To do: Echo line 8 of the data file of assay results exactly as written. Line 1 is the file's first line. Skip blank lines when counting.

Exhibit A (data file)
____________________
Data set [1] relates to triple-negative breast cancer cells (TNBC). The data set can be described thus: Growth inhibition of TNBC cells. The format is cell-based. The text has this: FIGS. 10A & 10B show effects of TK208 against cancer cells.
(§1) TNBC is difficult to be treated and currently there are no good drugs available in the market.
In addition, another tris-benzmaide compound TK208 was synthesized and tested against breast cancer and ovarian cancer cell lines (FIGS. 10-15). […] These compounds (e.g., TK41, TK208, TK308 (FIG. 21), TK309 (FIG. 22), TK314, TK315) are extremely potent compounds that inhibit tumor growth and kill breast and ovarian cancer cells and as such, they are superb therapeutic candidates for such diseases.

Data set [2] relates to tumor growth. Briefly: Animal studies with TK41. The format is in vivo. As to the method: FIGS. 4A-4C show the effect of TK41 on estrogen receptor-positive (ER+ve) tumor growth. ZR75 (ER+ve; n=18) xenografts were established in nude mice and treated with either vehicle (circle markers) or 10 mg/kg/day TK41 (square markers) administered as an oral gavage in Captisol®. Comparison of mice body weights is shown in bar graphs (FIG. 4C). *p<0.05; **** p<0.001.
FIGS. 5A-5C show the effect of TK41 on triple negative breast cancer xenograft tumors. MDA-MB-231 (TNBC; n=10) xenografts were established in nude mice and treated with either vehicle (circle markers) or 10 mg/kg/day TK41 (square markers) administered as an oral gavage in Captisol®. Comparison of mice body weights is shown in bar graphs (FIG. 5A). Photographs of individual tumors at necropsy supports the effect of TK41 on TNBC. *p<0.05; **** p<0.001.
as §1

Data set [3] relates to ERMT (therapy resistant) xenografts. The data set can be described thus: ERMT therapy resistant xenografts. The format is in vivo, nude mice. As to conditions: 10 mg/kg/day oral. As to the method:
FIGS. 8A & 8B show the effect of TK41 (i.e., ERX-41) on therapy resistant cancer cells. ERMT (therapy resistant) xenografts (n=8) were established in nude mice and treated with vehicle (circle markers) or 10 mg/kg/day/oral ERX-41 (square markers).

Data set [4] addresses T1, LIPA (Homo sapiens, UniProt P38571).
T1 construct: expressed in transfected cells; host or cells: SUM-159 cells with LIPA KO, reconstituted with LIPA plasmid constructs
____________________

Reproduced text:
FIGS. 8A & 8B show the effect of TK41 (i.e., ERX-41) on therapy resistant cancer cells. ERMT (therapy resistant) xenografts (n=8) were established in nude mice and treated with vehicle (circle markers) or 10 mg/kg/day/oral ERX-41 (square markers).